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Fat Tuesday secures new credit facility from Comvest

Illustration of a pair of cupped hands holding a pile of money, with some falling through

Illustration: Sarah Grillo/Axios

Fat Tuesday, which claims to be the largest and fastest growing off-premise frozen alcoholic beverage chain in the U.S., closed a new senior secured credit facility provided by direct lender Comvest Credit Partners.

Why it matters: Companies, including those in consumer products and retail, are increasingly turning to direct lenders for their financing needs.

Details: The company declined to comment on the terms of the transaction, but Comvest typically provides credit facilities of between $25 million and $250 million for middle-market companies with at least $20 million in revenue and $7.5 million in EBITDA.

  • The facility refinances existing debt and provides additional proceeds, which will be invested in accelerating growth.
  • Investment bank Houlihan Lokey provided financial advice to the frozen cocktail chain.

What they're saying: "Having finished 2021 strongly with over 30% same store sales growth on a two-year basis, we have secured additional, substantial capital to accelerate new unit expansion across the country and in select international locations," said Alex Macedo, Fat Tuesday's CEO, in a statement.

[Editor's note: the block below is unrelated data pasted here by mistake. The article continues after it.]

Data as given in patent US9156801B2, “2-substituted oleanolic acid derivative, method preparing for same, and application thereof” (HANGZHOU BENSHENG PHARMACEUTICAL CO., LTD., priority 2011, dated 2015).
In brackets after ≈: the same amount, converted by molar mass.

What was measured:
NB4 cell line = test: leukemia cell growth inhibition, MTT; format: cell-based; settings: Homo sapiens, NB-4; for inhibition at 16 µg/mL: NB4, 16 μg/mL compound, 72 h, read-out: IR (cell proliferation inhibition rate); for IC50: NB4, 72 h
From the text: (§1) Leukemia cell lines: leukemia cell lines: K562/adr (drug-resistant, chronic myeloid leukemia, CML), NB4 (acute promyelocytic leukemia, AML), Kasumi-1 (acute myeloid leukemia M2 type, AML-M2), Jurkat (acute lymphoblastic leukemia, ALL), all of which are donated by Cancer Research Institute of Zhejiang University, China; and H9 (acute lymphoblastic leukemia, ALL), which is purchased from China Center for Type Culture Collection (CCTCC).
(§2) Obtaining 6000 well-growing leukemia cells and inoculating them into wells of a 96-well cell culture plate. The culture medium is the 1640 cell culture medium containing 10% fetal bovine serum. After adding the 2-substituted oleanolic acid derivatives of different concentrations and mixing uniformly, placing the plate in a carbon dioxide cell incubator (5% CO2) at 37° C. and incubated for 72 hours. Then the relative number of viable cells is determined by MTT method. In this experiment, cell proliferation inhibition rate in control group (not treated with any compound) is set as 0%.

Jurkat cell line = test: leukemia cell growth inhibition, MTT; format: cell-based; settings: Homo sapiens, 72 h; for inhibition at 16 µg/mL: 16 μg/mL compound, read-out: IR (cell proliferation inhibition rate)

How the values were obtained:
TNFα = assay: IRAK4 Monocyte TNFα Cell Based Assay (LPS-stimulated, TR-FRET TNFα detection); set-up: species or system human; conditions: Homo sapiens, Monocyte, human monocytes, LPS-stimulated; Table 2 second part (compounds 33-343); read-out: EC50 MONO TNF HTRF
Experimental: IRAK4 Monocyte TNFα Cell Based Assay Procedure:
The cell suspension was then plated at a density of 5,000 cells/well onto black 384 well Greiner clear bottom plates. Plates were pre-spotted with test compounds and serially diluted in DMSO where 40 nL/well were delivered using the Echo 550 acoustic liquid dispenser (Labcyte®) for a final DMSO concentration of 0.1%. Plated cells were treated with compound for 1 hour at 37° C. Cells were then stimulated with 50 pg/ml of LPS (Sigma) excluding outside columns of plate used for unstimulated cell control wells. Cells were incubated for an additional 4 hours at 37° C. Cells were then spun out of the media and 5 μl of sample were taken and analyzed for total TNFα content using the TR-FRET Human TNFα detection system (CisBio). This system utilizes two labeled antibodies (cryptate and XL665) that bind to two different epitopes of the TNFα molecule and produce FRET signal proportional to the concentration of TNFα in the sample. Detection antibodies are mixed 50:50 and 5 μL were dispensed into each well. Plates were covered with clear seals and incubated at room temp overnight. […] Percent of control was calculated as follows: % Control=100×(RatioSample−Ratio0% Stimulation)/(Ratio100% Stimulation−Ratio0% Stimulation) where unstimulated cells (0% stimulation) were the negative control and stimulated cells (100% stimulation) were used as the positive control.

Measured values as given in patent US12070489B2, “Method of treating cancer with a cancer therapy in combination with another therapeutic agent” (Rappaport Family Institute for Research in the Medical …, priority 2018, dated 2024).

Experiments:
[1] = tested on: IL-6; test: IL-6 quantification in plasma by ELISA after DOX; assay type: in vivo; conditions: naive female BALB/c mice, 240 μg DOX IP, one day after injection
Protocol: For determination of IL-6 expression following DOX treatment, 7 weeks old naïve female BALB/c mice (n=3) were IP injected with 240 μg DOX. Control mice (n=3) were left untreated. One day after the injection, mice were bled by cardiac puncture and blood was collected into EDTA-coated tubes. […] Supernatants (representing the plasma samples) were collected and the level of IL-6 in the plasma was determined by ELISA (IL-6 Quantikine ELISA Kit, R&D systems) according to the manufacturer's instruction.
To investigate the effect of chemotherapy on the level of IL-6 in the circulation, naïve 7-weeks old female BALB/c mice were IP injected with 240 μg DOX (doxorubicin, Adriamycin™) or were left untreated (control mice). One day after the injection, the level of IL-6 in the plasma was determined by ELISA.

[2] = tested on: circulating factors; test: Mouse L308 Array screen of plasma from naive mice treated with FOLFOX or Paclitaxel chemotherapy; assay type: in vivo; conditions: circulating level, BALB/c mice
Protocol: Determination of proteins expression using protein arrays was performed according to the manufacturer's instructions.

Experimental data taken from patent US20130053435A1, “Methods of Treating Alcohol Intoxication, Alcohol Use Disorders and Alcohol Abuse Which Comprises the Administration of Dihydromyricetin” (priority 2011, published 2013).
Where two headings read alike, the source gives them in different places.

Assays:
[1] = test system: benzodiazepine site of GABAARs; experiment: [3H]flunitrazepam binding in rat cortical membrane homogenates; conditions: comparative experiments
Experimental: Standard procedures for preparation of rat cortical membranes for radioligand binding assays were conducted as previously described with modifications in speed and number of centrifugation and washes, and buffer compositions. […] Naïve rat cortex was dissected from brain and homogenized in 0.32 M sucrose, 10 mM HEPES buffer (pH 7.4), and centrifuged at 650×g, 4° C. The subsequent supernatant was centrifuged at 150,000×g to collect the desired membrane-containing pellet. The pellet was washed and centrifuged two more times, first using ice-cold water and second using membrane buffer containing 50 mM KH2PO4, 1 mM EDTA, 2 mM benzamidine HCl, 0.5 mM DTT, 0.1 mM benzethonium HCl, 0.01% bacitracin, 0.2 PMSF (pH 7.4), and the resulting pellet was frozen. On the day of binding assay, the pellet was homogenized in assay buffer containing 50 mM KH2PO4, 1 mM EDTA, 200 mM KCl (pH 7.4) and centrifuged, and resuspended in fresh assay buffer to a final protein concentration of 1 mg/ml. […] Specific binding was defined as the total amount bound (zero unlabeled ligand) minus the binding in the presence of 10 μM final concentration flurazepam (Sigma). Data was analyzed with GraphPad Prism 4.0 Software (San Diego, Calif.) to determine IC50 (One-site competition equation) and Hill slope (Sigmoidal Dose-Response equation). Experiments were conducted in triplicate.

• Macedo brings some serious management chops to the role: he previously served as global president of coffee chain Tim Hortons and president of Burger King.

Flashback: PE firm Garnett Station Partners acquired New Orleans-based Fat Tuesday just over a year ago from David Briggs, who founded the business in 1983.

Of note: Garnett has a history of investing in restaurant concepts, selling bar and grill Twin Peaks to Fat Brands for $300 million last year.

By the numbers: The company, which includes New Orleans Original Daiquiris, has 84 locations in all.

  • Of those, 61 are company owned while 23 are franchised.
  • This year alone the chain plans to add 25 locations.

What's next: Fat Tuesday is adding new locations in places such as Savannah, Ga., Las Vegas and Cancun, Mexico, as well as in Florida, Macedo tells Axios.

  • Though the chain has focused on only selling alcoholic beverages to-go, it plans to open locations that also serve food early next year, he said.
  • It could also eye expansion in top tourist destinations in Europe and Southeast Asia via master franchisees.
  • The company could ultimately triple in size over the next two years, Macedo says.
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